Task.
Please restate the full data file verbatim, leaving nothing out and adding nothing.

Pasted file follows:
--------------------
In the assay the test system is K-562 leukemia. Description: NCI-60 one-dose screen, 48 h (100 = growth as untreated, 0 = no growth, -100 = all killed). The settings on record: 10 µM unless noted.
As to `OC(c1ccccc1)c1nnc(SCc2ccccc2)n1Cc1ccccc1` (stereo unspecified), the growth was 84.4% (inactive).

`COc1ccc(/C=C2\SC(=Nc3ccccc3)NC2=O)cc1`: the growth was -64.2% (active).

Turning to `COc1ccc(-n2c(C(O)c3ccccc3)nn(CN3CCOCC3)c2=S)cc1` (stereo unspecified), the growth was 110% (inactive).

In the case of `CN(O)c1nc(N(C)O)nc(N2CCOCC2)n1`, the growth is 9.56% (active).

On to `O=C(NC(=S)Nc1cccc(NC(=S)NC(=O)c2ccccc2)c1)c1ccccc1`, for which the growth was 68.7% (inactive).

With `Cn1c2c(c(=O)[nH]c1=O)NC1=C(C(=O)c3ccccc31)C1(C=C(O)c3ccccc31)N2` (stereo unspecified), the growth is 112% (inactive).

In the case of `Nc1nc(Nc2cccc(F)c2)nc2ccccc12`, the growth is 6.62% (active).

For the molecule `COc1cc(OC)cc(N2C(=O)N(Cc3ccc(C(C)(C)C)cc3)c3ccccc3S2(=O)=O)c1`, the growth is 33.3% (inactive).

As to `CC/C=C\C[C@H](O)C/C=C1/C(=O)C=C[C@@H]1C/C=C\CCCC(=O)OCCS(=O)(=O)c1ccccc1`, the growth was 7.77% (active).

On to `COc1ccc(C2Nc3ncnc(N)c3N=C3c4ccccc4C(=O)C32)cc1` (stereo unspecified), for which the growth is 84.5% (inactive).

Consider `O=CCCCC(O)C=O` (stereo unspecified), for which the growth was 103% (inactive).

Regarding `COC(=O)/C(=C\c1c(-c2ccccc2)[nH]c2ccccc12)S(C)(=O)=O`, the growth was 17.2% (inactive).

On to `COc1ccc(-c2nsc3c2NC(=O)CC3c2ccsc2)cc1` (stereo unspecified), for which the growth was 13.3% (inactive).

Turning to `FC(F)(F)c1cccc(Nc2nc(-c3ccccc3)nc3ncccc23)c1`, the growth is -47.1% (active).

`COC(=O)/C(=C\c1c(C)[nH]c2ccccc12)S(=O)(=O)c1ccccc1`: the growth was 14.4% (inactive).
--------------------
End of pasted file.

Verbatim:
In the assay the test system is K-562 leukemia. Description: NCI-60 one-dose screen, 48 h (100 = growth as untreated, 0 = no growth, -100 = all killed). The settings on record: 10 µM unless noted.
As to `OC(c1ccccc1)c1nnc(SCc2ccccc2)n1Cc1ccccc1` (stereo unspecified), the growth was 84.4% (inactive).

`COc1ccc(/C=C2\SC(=Nc3ccccc3)NC2=O)cc1`: the growth was -64.2% (active).

Turning to `COc1ccc(-n2c(C(O)c3ccccc3)nn(CN3CCOCC3)c2=S)cc1` (stereo unspecified), the growth was 110% (inactive).

In the case of `CN(O)c1nc(N(C)O)nc(N2CCOCC2)n1`, the growth is 9.56% (active).

On to `O=C(NC(=S)Nc1cccc(NC(=S)NC(=O)c2ccccc2)c1)c1ccccc1`, for which the growth was 68.7% (inactive).

With `Cn1c2c(c(=O)[nH]c1=O)NC1=C(C(=O)c3ccccc31)C1(C=C(O)c3ccccc31)N2` (stereo unspecified), the growth is 112% (inactive).

In the case of `Nc1nc(Nc2cccc(F)c2)nc2ccccc12`, the growth is 6.62% (active).

For the molecule `COc1cc(OC)cc(N2C(=O)N(Cc3ccc(C(C)(C)C)cc3)c3ccccc3S2(=O)=O)c1`, the growth is 33.3% (inactive).

As to `CC/C=C\C[C@H](O)C/C=C1/C(=O)C=C[C@@H]1C/C=C\CCCC(=O)OCCS(=O)(=O)c1ccccc1`, the growth was 7.77% (active).

On to `COc1ccc(C2Nc3ncnc(N)c3N=C3c4ccccc4C(=O)C32)cc1` (stereo unspecified), for which the growth is 84.5% (inactive).

Consider `O=CCCCC(O)C=O` (stereo unspecified), for which the growth was 103% (inactive).

Regarding `COC(=O)/C(=C\c1c(-c2ccccc2)[nH]c2ccccc12)S(C)(=O)=O`, the growth was 17.2% (inactive).

On to `COc1ccc(-c2nsc3c2NC(=O)CC3c2ccsc2)cc1` (stereo unspecified), for which the growth was 13.3% (inactive).

Turning to `FC(F)(F)c1cccc(Nc2nc(-c3ccccc3)nc3ncccc23)c1`, the growth is -47.1% (active).

`COC(=O)/C(=C\c1c(C)[nH]c2ccccc12)S(=O)(=O)c1ccccc1`: the growth was 14.4% (inactive).